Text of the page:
They stepped away from their royal duties and left Britain.
But Prince Harry and his wife, Meghan, contend in an invasion of privacy lawsuit filed Thursday in California that they haven’t been able to escape the paparazzi, who the couple accuse of using drones and telephoto lenses to take unauthorized photos of their son, Archie.
The photos show the Duke and Duchess of Sussex with their 14-month-old son in the backyard of a secluded estate in the Los Angeles area where the family has been staying since earlier this year, the lawsuit said.
The defendants were not named in the lawsuit because the couple do not know who took the photos, according to the complaint, which listed the defendants as John Does. The couple’s lawyer is seeking to subpoena people who may have knowledge about the intrusions.
Harry and Meghan are suing under a so-called paparazzi law in California, under which a person can be held liable civilly for airspace intrusions to take photographs of a person on private property. The lawsuit is the latest clash between the British royal family and the media over privacy issues.
“The plaintiffs have done everything in their power to stay out of the limelight — except in connection with their work, which they freely admit is newsworthy,” the lawsuit said. “But the photos at issue are not news. They are not in the public interest. They are harassment.”
The couple have retained lawyer Michael J. Kump, whose other clients have included Kim Kardashian West.
“Every individual and family member in California is guaranteed by law the right to privacy in their home,” Kump said in a statement Thursday. “No drones, helicopters or telephoto lenses can take away that right.”
Harry and Meghan discovered that someone was shopping photos of their son and had claimed they had been taken of them on a recent public outing in Malibu, according to the lawsuit, which said that Archie had not been out in public since the family arrived in Southern California.
“It is one thing for parents to share photos of their children, on occasion, with supporters — particularly when doing so has the salutary effect of reducing the bounty on their children’s heads,” the lawsuit said. “It is something else entirely to cede all control to photographers driven by commercial incentive alone. Simply put, it is the plaintiffs’ choice when and how to share photos of their son.”
In the lawsuit, the couple complained that a British tabloid, The Daily Mail, publicized the location of the Los Angeles-area estate where they were staying, as well as the location of the Vancouver, British Columbia, suburb where they rented a home in Canada. Dozens of paparazzi staked out both properties, the lawsuit said.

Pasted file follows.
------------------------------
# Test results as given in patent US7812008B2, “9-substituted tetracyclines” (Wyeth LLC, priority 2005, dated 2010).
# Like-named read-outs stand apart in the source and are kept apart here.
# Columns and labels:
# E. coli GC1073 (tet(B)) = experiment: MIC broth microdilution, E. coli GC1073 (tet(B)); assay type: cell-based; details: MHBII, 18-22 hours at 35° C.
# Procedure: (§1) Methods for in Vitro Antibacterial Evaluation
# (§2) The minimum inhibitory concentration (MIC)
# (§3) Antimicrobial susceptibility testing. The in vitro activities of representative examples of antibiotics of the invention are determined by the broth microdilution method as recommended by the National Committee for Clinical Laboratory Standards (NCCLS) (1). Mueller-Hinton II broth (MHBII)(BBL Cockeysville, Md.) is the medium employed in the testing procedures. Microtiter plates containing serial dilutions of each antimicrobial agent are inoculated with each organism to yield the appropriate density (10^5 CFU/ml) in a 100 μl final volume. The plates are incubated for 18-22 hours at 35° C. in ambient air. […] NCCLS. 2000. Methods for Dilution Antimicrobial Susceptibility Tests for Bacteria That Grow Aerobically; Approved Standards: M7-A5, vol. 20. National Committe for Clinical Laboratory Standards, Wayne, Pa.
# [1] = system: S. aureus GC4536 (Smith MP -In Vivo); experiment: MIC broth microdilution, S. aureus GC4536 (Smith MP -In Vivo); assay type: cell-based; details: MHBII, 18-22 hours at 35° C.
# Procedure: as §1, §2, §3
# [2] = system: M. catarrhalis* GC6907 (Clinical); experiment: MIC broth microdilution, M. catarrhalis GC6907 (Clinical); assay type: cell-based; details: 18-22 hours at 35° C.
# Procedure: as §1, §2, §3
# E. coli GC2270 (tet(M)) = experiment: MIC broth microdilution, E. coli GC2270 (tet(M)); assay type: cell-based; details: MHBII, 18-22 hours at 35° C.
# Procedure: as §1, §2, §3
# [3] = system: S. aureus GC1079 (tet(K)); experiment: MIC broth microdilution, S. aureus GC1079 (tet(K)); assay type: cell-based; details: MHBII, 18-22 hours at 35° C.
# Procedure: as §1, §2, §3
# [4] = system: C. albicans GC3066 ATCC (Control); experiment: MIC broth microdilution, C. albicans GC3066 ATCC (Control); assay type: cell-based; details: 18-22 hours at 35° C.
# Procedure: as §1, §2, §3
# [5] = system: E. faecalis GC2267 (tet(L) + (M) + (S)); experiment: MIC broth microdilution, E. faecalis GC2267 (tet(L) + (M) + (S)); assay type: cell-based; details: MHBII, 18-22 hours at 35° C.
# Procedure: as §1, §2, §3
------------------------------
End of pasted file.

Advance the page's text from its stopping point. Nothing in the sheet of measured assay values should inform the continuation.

A spokesman for The Daily Mail did not immediately respond to a request for comment Thursday night.
In Southern California, the couple installed a large mesh fence to prevent the paparazzi from photographing them at the estate from a ridgeline, the lawsuit said. But the couple’s efforts to shield their son from the glare haven’t been successful because of the ingenuity and “insatiable” appetite of the tabloids, according to the lawsuit.
“Some paparazzi and media outlets have flown drones a mere 20 feet above the house, as often as three times a day, to obtain photographs of the couple and their young son in their private residence (some of which have been sold and published),” the lawsuit said. “Others have flown helicopters above the backyard of the residence, as early as 5:30 a.m. and as late as 7:00 p.m., waking neighbors and — their son, day after day. And still others have even cut holes in the security fence itself to peer through it.”
Earlier this year, lawyers representing the couple sent a letter to some British news outlets threatening legal action over the purchase and publication of photos of Meghan walking with Archie in a public park near the house they were renting outside Vancouver. Other photographers had tried to take pictures of the couple through windows when they were inside the house, the letter said.
Last year, Harry chastised the press for its unrelenting coverage of his wife and said he was fearful that history would repeat itself, a reference to his mother, Princess Diana, who was constantly trailed by paparazzi. She died in Paris in 1997 after her car crashed while trying to avoid photographers. Her death prompted lawmakers in California to adopt the anti-paparazzi legislation.
c.2020 The New York Times Company